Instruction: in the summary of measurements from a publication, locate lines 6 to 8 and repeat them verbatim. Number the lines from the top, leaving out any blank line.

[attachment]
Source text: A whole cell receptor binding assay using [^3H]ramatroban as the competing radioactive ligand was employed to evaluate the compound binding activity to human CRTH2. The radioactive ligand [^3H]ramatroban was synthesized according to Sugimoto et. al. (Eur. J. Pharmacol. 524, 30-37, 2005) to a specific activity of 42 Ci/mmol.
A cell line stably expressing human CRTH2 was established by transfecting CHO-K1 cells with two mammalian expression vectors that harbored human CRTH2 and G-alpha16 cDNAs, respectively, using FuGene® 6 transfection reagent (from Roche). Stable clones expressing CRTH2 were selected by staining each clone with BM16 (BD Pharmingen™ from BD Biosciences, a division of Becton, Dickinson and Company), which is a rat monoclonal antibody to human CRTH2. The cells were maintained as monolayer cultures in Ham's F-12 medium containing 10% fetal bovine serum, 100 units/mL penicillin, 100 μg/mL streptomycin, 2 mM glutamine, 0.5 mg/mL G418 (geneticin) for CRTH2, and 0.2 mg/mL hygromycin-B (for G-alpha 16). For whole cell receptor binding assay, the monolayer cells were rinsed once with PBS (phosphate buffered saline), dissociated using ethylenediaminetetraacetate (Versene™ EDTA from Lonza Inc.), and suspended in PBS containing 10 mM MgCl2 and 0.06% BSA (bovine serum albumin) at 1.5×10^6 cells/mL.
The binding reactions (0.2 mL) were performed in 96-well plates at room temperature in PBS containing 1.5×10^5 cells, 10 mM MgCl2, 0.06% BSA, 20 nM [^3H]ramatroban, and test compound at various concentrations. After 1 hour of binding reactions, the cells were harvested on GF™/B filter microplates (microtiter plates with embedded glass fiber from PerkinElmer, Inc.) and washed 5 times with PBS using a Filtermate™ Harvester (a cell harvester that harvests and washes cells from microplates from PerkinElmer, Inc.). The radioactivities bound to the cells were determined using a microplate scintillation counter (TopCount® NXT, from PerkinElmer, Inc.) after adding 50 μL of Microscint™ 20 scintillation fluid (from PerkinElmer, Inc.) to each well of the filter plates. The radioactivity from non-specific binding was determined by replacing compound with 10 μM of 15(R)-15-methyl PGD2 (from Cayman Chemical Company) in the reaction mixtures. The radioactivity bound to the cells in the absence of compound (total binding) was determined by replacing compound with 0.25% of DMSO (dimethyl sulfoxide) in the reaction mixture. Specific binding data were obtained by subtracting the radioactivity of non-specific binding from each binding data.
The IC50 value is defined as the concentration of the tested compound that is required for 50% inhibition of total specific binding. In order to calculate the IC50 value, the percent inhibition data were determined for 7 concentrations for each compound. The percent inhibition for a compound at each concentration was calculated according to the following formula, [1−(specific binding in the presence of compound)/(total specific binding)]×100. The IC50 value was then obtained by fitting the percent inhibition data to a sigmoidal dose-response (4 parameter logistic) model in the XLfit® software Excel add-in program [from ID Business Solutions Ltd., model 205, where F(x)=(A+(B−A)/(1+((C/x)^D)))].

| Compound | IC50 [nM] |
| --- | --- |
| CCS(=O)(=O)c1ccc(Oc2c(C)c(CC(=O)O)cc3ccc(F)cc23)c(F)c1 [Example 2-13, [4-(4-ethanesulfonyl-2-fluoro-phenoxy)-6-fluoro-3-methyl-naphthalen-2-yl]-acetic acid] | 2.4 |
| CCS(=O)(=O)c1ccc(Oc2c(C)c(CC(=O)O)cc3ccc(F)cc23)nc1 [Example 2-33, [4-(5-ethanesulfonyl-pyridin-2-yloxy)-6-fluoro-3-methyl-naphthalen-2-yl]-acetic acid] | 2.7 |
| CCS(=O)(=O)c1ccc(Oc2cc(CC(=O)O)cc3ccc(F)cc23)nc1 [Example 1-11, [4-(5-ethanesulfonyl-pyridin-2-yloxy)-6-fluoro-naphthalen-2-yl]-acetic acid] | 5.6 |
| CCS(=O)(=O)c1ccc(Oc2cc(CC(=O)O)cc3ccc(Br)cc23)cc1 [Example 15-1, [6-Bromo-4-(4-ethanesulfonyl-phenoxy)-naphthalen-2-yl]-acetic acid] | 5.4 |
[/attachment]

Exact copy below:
| --- | --- |
| CCS(=O)(=O)c1ccc(Oc2c(C)c(CC(=O)O)cc3ccc(F)cc23)c(F)c1 [Example 2-13, [4-(4-ethanesulfonyl-2-fluoro-phenoxy)-6-fluoro-3-methyl-naphthalen-2-yl]-acetic acid] | 2.4 |
| CCS(=O)(=O)c1ccc(Oc2c(C)c(CC(=O)O)cc3ccc(F)cc23)nc1 [Example 2-33, [4-(5-ethanesulfonyl-pyridin-2-yloxy)-6-fluoro-3-methyl-naphthalen-2-yl]-acetic acid] | 2.7 |